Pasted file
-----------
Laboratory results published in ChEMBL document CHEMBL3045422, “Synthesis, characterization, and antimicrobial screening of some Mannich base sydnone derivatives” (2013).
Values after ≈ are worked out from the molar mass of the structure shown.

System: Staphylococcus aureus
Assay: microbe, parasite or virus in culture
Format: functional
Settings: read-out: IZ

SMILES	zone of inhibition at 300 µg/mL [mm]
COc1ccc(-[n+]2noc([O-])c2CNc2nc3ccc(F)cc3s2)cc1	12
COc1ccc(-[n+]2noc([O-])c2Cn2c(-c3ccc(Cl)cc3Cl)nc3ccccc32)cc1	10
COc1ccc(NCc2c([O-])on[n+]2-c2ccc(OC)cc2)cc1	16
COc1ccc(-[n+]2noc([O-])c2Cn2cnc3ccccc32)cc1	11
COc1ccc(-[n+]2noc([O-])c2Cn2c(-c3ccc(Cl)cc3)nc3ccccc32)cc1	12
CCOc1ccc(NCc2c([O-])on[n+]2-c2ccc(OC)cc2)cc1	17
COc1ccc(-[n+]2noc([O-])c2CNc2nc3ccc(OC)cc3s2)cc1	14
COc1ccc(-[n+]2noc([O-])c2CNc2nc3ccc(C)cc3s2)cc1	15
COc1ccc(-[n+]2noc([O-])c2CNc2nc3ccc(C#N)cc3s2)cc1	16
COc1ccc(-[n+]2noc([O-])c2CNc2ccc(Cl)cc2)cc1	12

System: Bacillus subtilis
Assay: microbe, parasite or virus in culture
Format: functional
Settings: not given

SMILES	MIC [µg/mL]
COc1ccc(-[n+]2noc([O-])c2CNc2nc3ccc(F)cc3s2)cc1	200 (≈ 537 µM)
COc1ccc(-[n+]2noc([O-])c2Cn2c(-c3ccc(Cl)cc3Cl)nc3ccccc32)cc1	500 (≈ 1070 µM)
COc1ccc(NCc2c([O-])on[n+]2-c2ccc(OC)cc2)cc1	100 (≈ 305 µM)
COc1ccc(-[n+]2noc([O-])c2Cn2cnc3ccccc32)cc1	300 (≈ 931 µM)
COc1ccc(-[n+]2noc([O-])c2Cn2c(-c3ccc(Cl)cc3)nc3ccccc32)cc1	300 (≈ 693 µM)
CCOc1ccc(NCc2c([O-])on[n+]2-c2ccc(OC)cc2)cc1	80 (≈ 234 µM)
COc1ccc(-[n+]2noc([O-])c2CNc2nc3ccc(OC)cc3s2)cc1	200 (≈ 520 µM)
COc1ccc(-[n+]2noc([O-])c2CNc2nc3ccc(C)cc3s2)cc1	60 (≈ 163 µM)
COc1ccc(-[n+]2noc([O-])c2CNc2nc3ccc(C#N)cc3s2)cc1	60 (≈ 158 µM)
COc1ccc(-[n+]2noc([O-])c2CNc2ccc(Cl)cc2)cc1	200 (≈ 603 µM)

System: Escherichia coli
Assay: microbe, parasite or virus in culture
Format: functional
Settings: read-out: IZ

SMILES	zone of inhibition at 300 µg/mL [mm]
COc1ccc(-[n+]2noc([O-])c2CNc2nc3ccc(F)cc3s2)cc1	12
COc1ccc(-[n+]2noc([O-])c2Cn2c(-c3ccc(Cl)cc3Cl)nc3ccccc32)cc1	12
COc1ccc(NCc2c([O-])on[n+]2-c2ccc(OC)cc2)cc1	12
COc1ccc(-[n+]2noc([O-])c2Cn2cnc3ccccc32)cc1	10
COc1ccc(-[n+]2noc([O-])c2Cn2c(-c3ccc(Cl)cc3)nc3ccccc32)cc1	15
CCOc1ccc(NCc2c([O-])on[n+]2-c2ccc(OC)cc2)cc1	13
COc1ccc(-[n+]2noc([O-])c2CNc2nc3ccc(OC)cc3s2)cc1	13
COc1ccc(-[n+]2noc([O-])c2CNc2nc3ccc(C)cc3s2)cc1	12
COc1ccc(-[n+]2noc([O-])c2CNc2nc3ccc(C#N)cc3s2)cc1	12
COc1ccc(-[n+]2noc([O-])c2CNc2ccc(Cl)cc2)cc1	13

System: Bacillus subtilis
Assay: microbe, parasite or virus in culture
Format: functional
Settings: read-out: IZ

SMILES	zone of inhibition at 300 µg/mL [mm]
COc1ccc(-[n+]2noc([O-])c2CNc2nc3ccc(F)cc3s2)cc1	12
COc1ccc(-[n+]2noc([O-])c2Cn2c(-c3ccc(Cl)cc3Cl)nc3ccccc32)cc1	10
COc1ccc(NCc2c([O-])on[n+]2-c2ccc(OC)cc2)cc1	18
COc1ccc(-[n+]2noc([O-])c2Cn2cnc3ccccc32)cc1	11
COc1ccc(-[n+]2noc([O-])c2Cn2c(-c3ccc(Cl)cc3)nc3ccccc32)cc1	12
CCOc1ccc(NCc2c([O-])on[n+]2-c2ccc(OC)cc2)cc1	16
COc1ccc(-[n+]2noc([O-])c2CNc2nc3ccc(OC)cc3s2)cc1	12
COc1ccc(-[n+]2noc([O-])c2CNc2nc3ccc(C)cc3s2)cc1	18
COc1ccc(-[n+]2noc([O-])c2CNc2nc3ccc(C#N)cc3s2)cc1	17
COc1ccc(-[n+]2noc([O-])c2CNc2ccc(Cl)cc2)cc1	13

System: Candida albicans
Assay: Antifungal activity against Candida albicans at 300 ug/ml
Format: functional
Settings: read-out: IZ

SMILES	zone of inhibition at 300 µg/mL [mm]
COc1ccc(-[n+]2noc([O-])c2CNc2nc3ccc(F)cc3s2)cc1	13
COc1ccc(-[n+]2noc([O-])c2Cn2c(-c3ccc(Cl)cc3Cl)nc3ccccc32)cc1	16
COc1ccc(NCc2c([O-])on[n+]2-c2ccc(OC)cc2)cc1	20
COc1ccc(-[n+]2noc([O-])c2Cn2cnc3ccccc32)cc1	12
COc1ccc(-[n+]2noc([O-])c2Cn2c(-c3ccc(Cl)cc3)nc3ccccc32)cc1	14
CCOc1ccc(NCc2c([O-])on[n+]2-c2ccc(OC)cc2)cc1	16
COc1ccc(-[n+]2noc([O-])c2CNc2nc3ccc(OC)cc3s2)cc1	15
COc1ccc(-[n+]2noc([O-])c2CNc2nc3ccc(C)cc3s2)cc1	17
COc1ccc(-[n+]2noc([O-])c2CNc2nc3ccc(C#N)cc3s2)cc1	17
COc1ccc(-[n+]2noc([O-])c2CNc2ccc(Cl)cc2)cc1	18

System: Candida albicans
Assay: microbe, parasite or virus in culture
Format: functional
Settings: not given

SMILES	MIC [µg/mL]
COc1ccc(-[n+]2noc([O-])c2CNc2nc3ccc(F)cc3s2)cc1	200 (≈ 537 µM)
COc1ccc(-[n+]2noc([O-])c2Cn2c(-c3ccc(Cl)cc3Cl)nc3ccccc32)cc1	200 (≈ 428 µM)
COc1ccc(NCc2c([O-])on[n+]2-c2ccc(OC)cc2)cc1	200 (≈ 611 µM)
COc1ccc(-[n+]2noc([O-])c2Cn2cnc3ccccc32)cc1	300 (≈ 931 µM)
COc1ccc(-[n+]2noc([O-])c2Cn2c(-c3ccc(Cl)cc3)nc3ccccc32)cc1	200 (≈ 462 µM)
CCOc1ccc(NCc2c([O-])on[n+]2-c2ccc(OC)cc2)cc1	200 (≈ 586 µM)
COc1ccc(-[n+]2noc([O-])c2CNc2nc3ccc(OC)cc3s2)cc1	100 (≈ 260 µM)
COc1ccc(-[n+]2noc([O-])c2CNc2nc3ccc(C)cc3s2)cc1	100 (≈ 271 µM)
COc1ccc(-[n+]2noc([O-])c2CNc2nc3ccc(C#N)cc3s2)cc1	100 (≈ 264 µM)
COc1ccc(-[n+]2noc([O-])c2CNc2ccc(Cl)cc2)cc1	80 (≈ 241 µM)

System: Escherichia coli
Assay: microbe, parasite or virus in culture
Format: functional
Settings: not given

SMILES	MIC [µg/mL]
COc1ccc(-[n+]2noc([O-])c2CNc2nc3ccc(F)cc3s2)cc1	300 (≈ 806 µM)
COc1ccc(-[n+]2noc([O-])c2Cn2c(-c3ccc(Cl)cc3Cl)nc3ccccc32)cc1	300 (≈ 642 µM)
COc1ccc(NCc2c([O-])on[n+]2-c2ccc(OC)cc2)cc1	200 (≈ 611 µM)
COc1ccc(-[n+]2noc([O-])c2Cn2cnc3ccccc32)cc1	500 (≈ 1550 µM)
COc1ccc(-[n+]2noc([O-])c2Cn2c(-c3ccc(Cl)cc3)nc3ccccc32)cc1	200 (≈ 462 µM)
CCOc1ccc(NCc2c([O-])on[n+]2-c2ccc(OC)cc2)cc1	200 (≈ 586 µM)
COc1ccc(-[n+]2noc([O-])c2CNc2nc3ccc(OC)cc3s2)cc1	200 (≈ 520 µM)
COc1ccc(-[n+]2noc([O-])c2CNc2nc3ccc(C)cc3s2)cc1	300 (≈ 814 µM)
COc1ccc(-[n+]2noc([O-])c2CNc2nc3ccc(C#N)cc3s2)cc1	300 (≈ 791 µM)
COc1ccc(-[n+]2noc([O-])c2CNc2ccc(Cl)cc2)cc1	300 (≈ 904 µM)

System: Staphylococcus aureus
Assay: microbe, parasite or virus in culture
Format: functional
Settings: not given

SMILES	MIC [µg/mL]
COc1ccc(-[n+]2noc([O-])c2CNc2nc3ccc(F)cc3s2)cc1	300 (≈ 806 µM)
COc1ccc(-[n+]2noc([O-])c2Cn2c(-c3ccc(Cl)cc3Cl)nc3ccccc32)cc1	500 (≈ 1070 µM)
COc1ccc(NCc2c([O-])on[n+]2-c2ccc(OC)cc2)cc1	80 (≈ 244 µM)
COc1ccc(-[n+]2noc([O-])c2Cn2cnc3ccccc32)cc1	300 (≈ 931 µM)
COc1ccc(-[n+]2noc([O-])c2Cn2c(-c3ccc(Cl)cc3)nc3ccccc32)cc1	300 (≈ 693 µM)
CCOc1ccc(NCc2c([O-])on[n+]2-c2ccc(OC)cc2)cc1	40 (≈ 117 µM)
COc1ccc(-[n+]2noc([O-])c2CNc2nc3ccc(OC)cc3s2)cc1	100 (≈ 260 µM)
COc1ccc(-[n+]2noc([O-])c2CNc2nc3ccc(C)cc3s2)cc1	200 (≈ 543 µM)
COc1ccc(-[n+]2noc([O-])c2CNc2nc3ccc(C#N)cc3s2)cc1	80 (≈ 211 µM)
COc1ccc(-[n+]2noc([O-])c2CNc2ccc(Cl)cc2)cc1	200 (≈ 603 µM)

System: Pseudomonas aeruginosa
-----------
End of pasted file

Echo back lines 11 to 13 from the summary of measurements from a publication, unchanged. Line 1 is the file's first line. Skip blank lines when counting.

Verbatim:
COc1ccc(-[n+]2noc([O-])c2Cn2cnc3ccccc32)cc1	11
COc1ccc(-[n+]2noc([O-])c2Cn2c(-c3ccc(Cl)cc3)nc3ccccc32)cc1	12
CCOc1ccc(NCc2c([O-])on[n+]2-c2ccc(OC)cc2)cc1	17